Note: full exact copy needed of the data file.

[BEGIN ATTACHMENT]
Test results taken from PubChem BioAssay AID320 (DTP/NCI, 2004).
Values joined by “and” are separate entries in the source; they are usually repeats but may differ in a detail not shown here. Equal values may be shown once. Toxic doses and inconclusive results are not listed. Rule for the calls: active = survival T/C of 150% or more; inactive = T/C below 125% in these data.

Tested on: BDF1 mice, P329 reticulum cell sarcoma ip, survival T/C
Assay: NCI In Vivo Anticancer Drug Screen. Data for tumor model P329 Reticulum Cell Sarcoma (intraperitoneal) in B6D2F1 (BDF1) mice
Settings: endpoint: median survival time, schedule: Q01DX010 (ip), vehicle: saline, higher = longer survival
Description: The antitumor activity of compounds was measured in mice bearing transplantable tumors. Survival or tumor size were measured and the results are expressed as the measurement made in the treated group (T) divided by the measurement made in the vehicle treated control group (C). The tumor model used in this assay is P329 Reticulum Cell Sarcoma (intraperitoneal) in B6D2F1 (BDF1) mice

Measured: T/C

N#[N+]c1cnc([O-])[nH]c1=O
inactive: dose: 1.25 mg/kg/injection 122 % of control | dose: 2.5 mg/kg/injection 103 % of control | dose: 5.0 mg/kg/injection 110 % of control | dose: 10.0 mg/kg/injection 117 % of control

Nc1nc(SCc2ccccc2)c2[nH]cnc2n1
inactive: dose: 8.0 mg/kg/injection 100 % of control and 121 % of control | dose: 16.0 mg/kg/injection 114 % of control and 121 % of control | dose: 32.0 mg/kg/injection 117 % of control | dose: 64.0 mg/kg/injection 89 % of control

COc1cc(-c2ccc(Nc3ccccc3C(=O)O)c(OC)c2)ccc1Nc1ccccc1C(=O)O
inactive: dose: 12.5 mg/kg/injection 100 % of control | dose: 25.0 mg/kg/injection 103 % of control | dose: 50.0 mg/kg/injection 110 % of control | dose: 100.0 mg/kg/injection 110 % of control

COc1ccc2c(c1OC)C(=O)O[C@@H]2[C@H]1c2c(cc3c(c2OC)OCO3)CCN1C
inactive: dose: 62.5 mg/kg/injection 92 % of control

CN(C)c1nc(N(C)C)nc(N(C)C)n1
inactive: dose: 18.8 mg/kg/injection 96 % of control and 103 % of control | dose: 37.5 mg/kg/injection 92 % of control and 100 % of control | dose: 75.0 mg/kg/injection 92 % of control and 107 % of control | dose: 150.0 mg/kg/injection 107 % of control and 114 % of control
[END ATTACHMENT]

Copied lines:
Test results taken from PubChem BioAssay AID320 (DTP/NCI, 2004).
Values joined by “and” are separate entries in the source; they are usually repeats but may differ in a detail not shown here. Equal values may be shown once. Toxic doses and inconclusive results are not listed. Rule for the calls: active = survival T/C of 150% or more; inactive = T/C below 125% in these data.

Tested on: BDF1 mice, P329 reticulum cell sarcoma ip, survival T/C
Assay: NCI In Vivo Anticancer Drug Screen. Data for tumor model P329 Reticulum Cell Sarcoma (intraperitoneal) in B6D2F1 (BDF1) mice
Settings: endpoint: median survival time, schedule: Q01DX010 (ip), vehicle: saline, higher = longer survival
Description: The antitumor activity of compounds was measured in mice bearing transplantable tumors. Survival or tumor size were measured and the results are expressed as the measurement made in the treated group (T) divided by the measurement made in the vehicle treated control group (C). The tumor model used in this assay is P329 Reticulum Cell Sarcoma (intraperitoneal) in B6D2F1 (BDF1) mice

Measured: T/C

N#[N+]c1cnc([O-])[nH]c1=O
inactive: dose: 1.25 mg/kg/injection 122 % of control | dose: 2.5 mg/kg/injection 103 % of control | dose: 5.0 mg/kg/injection 110 % of control | dose: 10.0 mg/kg/injection 117 % of control

Nc1nc(SCc2ccccc2)c2[nH]cnc2n1
inactive: dose: 8.0 mg/kg/injection 100 % of control and 121 % of control | dose: 16.0 mg/kg/injection 114 % of control and 121 % of control | dose: 32.0 mg/kg/injection 117 % of control | dose: 64.0 mg/kg/injection 89 % of control

COc1cc(-c2ccc(Nc3ccccc3C(=O)O)c(OC)c2)ccc1Nc1ccccc1C(=O)O
inactive: dose: 12.5 mg/kg/injection 100 % of control | dose: 25.0 mg/kg/injection 103 % of control | dose: 50.0 mg/kg/injection 110 % of control | dose: 100.0 mg/kg/injection 110 % of control

COc1ccc2c(c1OC)C(=O)O[C@@H]2[C@H]1c2c(cc3c(c2OC)OCO3)CCN1C
inactive: dose: 62.5 mg/kg/injection 92 % of control

CN(C)c1nc(N(C)C)nc(N(C)C)n1
inactive: dose: 18.8 mg/kg/injection 96 % of control and 103 % of control | dose: 37.5 mg/kg/injection 92 % of control and 100 % of control | dose: 75.0 mg/kg/injection 92 % of control and 107 % of control | dose: 150.0 mg/kg/injection 107 % of control and 114 % of control